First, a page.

On March 10, 1989, there was an explosion on the sun, catapulting a large mass of hot solar plasma off into space at thousands of kilometres a second.
In the early hours of the 13th, this cloud, properly called a “coronal mass ejection,” hit us. The Earth’s magnetic field convulsed, triggering a major magnetic storm that caused power outages, disruptions of communications and somewhere around $2-billion worth of damage. In 1859 there was a far bigger solar storm. Back then, the only hi-tech communications system was the telegraph. Operators got electric shocks off their equipment, which, in some cases, caught fire.
If we had another event like that today, the consequences would be enormous. We are now tied together by complex communication, power and transportation infrastructure in a way that affects almost all aspects of our lives. Solar activity can black out radio communications and disable communication satellites. Solar-induced currents can cause failures in electrical power systems and enhanced corrosion in pipelines. Enhanced high-altitude radiation due to solar activity can be a hazard to air travel on polar routes. Navigation systems can be disrupted, and on the ground, railway signalling systems may be affected.
Imagine losing the Internet for a week, or, having put all your data in the cloud, finding you cannot connect to it. Until recently we had no information as to how big a solar storm could be other than the 1859 event. Now we know the sun can do far “better” than that.
Although our medieval ancestors would not have noticed solar activity and solar storms much, apart from occasional displays of aurorae, those storms left some environmental signatures. Solar activity changes the intensity of high-energy particles hitting the upper atmosphere. When these particles hit atoms of oxygen or nitrogen, they create new elements, some of them radioactive. These new elements get carried down in rain and snow to the Earth’s surface. In most places, they just diffuse off into the soil.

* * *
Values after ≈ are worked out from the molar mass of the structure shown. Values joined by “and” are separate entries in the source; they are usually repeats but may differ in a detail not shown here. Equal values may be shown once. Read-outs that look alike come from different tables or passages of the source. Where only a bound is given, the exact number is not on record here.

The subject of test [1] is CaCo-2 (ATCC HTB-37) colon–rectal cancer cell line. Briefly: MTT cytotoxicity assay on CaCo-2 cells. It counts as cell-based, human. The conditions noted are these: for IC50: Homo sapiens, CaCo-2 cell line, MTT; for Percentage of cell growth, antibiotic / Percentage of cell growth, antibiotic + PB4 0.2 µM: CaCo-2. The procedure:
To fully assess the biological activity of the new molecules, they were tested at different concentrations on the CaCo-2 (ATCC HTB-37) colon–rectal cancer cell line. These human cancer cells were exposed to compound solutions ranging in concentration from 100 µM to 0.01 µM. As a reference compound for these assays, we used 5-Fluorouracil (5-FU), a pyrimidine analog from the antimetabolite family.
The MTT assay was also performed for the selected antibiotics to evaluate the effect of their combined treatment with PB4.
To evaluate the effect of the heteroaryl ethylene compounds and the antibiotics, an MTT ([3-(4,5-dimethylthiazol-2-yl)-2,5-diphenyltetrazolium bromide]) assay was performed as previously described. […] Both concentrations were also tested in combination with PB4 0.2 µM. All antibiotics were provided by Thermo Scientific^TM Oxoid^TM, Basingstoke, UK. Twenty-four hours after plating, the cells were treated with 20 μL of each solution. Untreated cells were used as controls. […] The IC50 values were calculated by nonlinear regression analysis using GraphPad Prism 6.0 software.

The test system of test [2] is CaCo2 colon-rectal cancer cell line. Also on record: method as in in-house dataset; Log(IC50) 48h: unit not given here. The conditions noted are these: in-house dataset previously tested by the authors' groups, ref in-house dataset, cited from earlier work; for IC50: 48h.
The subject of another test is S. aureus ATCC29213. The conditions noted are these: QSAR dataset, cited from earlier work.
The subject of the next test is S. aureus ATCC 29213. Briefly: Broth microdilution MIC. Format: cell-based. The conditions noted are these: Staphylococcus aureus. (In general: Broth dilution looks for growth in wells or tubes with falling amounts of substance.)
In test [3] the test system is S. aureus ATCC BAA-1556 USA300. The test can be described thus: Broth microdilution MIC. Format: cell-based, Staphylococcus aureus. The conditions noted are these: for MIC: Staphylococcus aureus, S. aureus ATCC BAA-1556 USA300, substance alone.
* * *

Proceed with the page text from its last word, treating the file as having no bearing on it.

However, when these atoms fall on permanent ice caps, they end up being trapped in a layer of surface ice. Then, the following year another layer forms on top, and so on, so that the icecap contains a historical record of solar activity. Scientists have extracted ice cores yielding solar activity records dating back to remote historical times.
When we look at these ice cores, we can see the annual layering quite easily, so we can scan along the core looking for particular elements, counting the layers as we go. Doing this we can track solar activity back in time thousands of years. It has been found that although our hi-tech free ancestors never noticed, there have been solar storms far larger than anything of which we had prior knowledge. One hit the Earth in 660 BCE. Others occurred in 775 and 994 CE.
Our vulnerability to bad solar behaviour is now at an all-time high, so the big question is when will the next supersized solar storm happen? Can it be predicted? How much warning will we get?
In Canada, we are monitoring the sun every day and have an extensive set of instruments monitoring the Earth’s ionosphere and magnetic field. We are trying to get a better understanding of the connection between what the sun gets up to and what the consequences would be here on Earth. Working with international partners, our aim is to minimize what the sun can do to our modern, technology-dependent way of life.
This involves predictions of dangerous solar activity, assessment of its potential impacts, and developing means to mitigate them, and where there is damage, making the recovery as rapid as possible. We will solve these problems because we have to.
Mars lies in the southwest after dark. Jupiter rises around 2 a.m., Saturn at 3 a.m. and Venus lies low in the dawn glow. The moon will new on April 5.
Ken Tapping is an astronomer with the National Research Council’s Dominion Radio Astrophysical Observatory near Penticton. E-mail: firstname.lastname@example.org